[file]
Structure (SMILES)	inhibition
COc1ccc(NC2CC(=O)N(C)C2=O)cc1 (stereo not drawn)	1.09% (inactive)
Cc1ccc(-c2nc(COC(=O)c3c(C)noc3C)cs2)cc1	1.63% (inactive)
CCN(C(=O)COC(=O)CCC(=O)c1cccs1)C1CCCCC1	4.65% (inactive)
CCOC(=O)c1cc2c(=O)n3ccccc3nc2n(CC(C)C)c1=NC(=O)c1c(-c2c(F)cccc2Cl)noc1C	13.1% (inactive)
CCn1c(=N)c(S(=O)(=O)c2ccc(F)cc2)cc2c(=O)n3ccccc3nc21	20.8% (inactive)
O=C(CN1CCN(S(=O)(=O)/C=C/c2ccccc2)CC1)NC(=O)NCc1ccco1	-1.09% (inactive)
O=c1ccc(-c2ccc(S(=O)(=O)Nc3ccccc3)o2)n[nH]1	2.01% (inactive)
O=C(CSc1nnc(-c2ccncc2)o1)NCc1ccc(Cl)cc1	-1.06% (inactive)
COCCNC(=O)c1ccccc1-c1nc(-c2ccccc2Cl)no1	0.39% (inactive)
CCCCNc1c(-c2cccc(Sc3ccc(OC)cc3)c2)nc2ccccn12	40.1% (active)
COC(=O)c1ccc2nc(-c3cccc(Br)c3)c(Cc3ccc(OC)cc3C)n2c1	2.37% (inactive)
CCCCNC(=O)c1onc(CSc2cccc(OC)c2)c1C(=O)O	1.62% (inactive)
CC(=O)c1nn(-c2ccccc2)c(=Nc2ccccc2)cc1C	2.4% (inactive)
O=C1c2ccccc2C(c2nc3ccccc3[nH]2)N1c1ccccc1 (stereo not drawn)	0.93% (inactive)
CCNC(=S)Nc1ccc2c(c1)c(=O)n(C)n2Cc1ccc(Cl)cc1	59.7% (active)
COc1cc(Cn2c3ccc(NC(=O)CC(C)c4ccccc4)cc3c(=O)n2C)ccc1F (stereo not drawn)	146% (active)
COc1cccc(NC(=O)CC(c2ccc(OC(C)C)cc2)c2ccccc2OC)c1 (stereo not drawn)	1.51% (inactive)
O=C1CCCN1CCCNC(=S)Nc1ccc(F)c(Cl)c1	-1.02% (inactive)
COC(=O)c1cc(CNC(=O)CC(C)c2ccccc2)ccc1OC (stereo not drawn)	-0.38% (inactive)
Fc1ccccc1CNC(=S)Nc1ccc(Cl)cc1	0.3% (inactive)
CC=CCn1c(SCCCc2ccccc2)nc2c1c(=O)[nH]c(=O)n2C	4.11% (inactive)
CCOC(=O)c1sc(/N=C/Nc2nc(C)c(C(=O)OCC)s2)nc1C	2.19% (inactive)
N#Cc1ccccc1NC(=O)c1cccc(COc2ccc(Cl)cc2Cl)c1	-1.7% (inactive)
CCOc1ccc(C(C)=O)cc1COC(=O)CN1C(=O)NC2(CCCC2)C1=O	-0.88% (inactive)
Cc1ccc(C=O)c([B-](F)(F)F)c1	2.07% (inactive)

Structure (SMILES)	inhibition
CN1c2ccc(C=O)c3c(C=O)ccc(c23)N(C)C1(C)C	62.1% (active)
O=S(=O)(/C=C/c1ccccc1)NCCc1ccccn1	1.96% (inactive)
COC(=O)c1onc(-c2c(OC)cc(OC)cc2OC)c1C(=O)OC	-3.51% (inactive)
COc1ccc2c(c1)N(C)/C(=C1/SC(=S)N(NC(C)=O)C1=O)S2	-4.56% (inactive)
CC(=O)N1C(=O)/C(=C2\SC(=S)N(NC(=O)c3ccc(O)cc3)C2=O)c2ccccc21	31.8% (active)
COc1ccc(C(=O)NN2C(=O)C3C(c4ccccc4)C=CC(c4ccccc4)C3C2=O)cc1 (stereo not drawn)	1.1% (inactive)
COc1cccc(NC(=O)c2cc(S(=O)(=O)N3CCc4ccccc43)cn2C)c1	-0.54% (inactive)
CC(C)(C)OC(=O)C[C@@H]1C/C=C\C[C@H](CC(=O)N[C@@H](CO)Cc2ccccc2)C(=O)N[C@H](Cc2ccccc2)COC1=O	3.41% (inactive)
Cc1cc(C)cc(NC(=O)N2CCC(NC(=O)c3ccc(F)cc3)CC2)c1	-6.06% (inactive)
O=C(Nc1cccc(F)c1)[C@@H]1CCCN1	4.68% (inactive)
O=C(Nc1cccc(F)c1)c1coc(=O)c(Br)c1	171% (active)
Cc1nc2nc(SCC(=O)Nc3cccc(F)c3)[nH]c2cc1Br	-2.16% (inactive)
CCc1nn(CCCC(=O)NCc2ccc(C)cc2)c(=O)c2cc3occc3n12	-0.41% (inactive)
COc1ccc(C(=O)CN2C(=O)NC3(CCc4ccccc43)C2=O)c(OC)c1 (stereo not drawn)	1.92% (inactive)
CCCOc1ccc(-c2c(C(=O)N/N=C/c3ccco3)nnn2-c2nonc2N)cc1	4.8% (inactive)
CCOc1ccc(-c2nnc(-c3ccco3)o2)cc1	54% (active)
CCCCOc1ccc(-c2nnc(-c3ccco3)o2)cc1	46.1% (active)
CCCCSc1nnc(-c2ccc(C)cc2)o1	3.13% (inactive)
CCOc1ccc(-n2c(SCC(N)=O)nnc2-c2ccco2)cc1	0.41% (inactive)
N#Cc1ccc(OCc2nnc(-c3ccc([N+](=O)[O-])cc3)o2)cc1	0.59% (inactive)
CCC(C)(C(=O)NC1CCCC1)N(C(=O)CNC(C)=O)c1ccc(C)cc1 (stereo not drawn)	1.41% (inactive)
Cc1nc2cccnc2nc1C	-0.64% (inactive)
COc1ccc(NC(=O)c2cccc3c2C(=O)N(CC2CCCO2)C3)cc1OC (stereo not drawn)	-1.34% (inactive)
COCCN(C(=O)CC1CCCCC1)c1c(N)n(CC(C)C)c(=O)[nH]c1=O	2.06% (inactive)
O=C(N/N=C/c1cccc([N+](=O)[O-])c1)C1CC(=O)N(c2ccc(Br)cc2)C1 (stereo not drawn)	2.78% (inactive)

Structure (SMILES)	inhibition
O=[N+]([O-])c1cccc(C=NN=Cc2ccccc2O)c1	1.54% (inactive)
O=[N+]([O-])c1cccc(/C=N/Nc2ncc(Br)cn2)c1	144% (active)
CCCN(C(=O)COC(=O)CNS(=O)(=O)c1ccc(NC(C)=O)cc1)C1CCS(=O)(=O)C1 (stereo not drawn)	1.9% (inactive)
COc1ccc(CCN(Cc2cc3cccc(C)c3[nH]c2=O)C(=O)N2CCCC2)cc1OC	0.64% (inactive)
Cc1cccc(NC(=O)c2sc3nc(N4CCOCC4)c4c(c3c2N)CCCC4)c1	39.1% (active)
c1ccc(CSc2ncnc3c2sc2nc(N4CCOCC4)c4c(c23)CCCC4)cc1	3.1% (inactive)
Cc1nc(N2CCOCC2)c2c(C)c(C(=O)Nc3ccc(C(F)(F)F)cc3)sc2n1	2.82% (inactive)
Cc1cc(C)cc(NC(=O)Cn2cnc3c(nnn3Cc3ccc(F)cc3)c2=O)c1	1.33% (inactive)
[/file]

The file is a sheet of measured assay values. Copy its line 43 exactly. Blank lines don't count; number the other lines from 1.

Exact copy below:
CCOc1ccc(-c2nnc(-c3ccco3)o2)cc1	54% (active)